[0040] As mentioned above, compression may be used in conjunction with gravity to separate the drilling fluid from the drill cuttings. For example, flights 68 of helical auger 34 may be evenly spaced in some embodiments, thus using primarily gravitational forces to separate the drilling fluid. In other embodiments, flights 68 may have a decreasing spacing along the length of elevated pan 70, thus compressing the cuttings slurry as it traverses from inlet end 30 toward outlet end 36, facilitating additional separation of drilling fluid from the cuttings slurry. Additionally, although only one helical auger is illustrated, two or more augers may be used.

[0041] Hydrocarbon fractions recovered from sand decanters according to embodiments disclosed herein may be forwarded for storage, transport, or further processing, such as to convert the heavy hydrocarbons to lighter hydrocarbons, such as light hydrocarbons (Cl to C6 hydrocarbons, including olefins), gasoline range hydrocarbons (C6 to ClO hydrocarbons, for example), diesel range hydrocarbons, light cycle oils, and he like, as known to those skilled in the art.

[0042] A water fraction recovered from sand decanters according to embodiments disclosed herein may contain some hydrocarbons. Thus, water fractions recovered may be further processed to remove the hydrocarbons, resulting in a water fraction suitable for disposal or reuse within the production facilities.

[0043] The sand fraction recovered from sand decanters according to embodiments disclosed herein may contain some hydrocarbons, as mentioned above. For example, heavy hydrocarbons remaining with sand during settling, such as due to adhesion or insufficient increase of viscosity, may result in the sand being unsuitable for non- hazardous disposal.

[0044] Sand fractions recovered according to embodiments disclosed herein may be rendered suitable for non-hazardous disposal using a sand cleaning system, such as that disclosed in U.S. Provisional Patent Application Serial No. 61/014,262, filed on December 17, 2007, which is hererby incorporated by reference. The cleaning of the sand may result in recovery of additional hydrocarbons that may be further processed as described above. Sand, having been cleaned to meet various regulations for non- hazardous disposal, may then be landfilled, re-injected into a well, or otherwise used or disposed of, on site or at a remote facility.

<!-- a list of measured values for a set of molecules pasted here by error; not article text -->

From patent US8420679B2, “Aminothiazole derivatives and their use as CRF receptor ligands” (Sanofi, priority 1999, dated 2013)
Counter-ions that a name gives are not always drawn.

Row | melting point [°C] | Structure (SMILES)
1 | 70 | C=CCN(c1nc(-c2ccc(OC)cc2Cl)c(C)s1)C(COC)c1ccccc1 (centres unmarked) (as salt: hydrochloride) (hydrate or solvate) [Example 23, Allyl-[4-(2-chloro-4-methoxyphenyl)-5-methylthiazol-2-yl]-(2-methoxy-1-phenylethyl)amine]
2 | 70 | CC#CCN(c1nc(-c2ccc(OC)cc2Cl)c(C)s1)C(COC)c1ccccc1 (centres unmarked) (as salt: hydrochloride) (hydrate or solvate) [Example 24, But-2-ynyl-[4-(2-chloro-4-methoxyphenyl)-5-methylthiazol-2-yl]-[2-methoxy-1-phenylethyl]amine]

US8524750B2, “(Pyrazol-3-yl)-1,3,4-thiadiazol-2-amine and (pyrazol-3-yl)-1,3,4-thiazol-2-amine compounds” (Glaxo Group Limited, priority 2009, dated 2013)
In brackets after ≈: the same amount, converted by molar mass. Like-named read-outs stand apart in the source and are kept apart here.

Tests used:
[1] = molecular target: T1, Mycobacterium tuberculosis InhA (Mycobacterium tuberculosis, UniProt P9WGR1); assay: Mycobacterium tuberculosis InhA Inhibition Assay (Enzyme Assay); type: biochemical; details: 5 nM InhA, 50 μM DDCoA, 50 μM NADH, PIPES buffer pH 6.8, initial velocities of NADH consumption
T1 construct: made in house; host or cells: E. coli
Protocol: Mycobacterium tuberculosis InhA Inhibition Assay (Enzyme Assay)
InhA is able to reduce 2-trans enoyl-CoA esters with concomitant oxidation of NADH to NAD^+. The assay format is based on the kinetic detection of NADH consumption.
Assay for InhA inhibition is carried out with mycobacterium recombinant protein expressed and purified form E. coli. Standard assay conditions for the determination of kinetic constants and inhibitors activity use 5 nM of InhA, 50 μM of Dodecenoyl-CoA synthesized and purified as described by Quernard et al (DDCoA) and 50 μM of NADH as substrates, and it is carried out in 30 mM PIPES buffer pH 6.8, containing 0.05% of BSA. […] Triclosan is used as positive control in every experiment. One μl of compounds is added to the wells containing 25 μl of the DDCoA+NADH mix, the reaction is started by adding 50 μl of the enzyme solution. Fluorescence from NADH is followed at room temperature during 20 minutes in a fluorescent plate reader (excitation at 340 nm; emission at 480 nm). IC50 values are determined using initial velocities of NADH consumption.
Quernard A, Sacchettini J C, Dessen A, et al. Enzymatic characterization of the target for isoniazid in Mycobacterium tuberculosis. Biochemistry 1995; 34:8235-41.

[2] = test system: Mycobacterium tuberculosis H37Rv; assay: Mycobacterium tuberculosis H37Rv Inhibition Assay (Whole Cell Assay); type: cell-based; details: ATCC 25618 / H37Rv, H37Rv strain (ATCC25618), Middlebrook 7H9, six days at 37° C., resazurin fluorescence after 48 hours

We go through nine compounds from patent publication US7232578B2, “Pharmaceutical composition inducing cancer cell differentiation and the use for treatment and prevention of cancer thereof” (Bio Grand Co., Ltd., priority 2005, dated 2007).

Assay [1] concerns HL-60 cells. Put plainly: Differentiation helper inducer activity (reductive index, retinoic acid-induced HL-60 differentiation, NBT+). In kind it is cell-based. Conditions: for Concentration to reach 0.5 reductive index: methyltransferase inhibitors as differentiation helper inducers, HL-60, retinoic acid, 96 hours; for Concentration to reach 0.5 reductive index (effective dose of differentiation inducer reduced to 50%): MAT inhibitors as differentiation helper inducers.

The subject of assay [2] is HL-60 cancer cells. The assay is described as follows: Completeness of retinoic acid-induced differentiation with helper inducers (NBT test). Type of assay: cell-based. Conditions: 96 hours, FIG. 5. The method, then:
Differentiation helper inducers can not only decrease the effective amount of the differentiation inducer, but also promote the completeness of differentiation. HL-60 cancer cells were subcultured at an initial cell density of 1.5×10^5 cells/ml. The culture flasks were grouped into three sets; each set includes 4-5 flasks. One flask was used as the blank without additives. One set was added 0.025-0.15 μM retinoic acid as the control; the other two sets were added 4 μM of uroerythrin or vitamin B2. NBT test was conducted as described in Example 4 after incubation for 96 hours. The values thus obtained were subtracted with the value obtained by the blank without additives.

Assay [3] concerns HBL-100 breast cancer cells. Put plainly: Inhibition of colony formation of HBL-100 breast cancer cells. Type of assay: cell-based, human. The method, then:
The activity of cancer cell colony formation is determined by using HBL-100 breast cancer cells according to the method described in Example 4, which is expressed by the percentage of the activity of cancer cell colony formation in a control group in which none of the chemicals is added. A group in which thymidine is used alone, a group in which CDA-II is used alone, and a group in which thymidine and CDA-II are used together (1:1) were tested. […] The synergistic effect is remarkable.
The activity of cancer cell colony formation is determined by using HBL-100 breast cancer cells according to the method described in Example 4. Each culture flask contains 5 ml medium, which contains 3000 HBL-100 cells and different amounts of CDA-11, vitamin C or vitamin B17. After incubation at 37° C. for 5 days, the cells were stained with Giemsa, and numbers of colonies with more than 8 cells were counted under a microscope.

[0045] As described above, embodiments disclosed herein provide for the separation and recovery of sand from heavy hydrocarbons, such as bitumen or other heavy hydrocarbons produced from a low-pressure well. Advantageously, embodiments disclosed herein may provide for concurrently heating the heavy hydrocarbons to reduce a viscosity thereof and separating of the heavy hydrocarbons from co- produced sand.

[0046] The separations performed using sand decanters according to embodiments disclosed herein may allow for the continuous separation of sand, in contrast to current processes. Due to the continuous or intermittent withdrawal of a sand fraction from the sand decanters, buildup of sand in the separation vessel is reduced, requiring less intensive maintenance and the associated costs. Further, continuous separations according to embodiments disclosed herein may reduce the number of separation vessels required to perform the separations.

[0047] While the disclosure includes a limited number of embodiments, those skilled in the art, having benefit of this disclosure, will appreciate that other embodiments may be devised which do not depart from the scope of the present disclosure. Accordingly, the scope should be limited only by the attached claims.